Joint Affidavit of the Citizens of Malvar on the Malvar Guerrillas, March 1947 - Batangas History, Culture and Folklore Joint Affidavit of the Citizens of Malvar on the Malvar Guerrillas, March 1947 - Batangas History, Culture and Folklore

Joint Affidavit of the Citizens of Malvar on the Malvar Guerrillas, March 1947

The President Quezon’s Own Guerrillas (PQOG) was a guerrilla organization that operated in Luzon, including Batangas, during the Japanese occupation. The organization had many units in Batangas Province, including the Municipality of Malvar. In this municipality, the unit was formed and commanded by one Wenceslao Cornejo. In this document1, the citizens of the Municipality of Malvar issued a joint affidavit attesting to the efficacy of the Malvar Guerrilla Forces for the benefit of the town during the Japanese occupation and liberation.

Guerrilla Files

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We, the undersigned, Filipinos, of legal ages, and residents of the Municipality of Malvar, Province of Batangas, after being duly sworn in with law, depose and say:

That of our knowledge, we know of the existence of the Guerrilla Forces in our Municipality under the overall command of Atty. Wenceslao L. Cornejo;

That to the best of our knowledge, information, and belief, it was initiated with a handful of men a few months after the Japanese Forces landed in our place, on or about December, 1942;

That gradually, it grew into a big organization until members of our family were soldiers thereof;

That from the lips of our own male household members and from casual conversation with the commanding officer, it was primarily organized to combat and counteract the Japanese depredations, as well as to eradicate from our midst and to prevent the infiltration of bad and lawless elements who posed themselves as Guerrillas and pried into our weaknesses;

That said organization really prevented the inflow of bad elements into our town;

That the Commanding Officer, thru his special couriers, had, in most instances, been instrumental in saving plenty of lives by wanton arrests and the protection of property from Japanese depredation and confiscation by always being ahead of them and advising the people of the impending peril;

That [in] the early part of the occupation, we know that the said organization took care and hid from the Japanese Forces in our town some American fliers who were found by some of them thereof on the outskirts of the town, almost dying from hunger and sickness;

That the Commanding Officer fed his men who are on active duty either by himself or with the contributions solicited from the townspeople.

That he was the one responsible for the mass evacuation of the townspeople during the first bombings made by the American Forces; being always in the midst of his own people;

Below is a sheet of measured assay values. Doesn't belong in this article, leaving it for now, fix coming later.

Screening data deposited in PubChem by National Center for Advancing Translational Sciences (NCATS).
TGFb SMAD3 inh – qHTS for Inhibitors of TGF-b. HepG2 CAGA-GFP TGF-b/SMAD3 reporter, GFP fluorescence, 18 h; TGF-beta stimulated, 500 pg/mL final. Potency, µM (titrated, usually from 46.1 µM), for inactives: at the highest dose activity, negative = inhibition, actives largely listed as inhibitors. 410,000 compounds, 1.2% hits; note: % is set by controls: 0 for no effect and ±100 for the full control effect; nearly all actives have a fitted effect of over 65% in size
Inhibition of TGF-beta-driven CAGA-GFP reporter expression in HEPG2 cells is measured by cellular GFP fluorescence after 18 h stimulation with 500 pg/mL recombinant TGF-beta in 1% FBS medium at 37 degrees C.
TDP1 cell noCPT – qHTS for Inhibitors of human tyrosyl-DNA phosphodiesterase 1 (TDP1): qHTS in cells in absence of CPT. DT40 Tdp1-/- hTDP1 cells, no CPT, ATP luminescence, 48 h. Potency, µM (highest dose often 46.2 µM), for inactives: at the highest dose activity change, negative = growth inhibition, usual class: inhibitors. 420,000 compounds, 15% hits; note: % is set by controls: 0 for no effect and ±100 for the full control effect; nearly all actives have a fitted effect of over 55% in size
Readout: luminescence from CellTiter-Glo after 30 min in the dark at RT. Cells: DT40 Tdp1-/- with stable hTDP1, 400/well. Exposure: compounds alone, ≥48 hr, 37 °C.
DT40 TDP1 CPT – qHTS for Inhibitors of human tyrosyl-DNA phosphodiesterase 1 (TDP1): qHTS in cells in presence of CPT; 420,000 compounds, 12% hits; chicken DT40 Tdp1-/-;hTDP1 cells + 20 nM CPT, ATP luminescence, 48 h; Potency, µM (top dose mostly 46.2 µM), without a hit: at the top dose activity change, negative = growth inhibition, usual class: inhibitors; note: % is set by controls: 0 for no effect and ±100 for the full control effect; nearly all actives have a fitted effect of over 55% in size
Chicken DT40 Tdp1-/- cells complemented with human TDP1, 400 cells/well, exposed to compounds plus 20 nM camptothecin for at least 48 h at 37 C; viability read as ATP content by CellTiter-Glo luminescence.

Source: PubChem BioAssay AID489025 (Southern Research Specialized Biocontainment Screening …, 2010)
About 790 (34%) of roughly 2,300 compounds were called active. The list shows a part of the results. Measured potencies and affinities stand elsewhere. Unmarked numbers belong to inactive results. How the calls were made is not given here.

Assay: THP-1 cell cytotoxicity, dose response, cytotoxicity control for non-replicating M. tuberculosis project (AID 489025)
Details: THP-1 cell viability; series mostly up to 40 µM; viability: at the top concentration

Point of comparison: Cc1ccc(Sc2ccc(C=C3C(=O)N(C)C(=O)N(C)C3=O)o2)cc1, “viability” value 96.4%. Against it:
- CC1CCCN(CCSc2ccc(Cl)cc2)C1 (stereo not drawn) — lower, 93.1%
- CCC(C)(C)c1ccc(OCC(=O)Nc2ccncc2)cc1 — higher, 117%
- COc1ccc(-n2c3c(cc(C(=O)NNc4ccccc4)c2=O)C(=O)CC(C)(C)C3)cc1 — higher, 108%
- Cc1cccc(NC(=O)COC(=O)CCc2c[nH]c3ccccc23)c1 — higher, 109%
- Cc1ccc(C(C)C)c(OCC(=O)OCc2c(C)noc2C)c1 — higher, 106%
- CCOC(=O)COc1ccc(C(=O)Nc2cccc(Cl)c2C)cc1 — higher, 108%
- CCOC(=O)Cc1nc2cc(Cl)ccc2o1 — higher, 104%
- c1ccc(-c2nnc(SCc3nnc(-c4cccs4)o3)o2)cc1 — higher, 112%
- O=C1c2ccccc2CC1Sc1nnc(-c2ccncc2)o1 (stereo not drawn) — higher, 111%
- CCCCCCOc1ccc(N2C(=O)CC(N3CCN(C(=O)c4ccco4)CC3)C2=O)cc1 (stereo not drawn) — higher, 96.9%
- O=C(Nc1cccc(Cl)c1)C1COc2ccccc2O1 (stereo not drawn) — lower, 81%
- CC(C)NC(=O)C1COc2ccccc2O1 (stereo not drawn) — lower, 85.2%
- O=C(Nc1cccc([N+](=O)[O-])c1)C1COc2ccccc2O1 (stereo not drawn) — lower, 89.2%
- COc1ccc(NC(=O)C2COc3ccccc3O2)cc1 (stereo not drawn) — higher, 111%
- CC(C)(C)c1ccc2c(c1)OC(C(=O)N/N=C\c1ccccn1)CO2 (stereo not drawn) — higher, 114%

That those of us who are living today, and the little properties that we were able to save, we owe them all to Atty. Cornejo and his gallent men who defied the Japanese soldiers and fought against them, even with the meager supply of arms and ammunition;

That we have seen in most occasions Japanese pistols and rifles which were confiscated from them either by stealth, force, or after a fight, and which were proudly displayed to us and the lot among us, and built up greatly our morale;

That during the last days of the occupation of our town, they did and cause havoc and chaos in the midst of the Japanese garrison by blowing up their ammunition dumps in our airfield burning their

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bodegas, cutting supply lines and communications;

That they, too, were the ones responsible for the mass evacuation of the whole town’s people when the Japanese forces began their dastardly and inhuman slaughter and massacre of non-combatant civilians and the burning of their homes in the neighboring town of ours, from the ravines and forests of our town across to the west in the mountain fastness of Pulo Islands, guarding our retreat and the lot of us until the whole town was safely conveyed across, thanks to the Commanding Officer and his men, the massacring forces did not catch us;

That these acts might have been the cause of the burning of our homes and the little properties that were left behind, but still we are grateful to that organization because we were tided and brought over to these better times;

That some sons and husbands, members this guerrilla force, were killed or executed either in the line of a fight against the Japanese or caught wounded by them;

That we and the rest of those who have not signed this affidavit would not be alive today, if it were not for this organization which took care of us and covered our retreat at the foot of the Tagaytay Ridge when a renegade of some four hundred (400) Japanese soldiers swooped upon us from the fastness of the mountains and where they fought a gallant battle until everybody was safe on top of the ridge but which cost the lives of some of his men.

[122 signatures follow.]

Subscribed and sworn to before me this 17th day of March 1947, at Malvar, Batangas, Philippines.
Acting Municipal Mayor
Notes and references:
1 “Malvar Grla Forces, I Corps, PQOG,” File No. 271-27, downloaded from PVAO.
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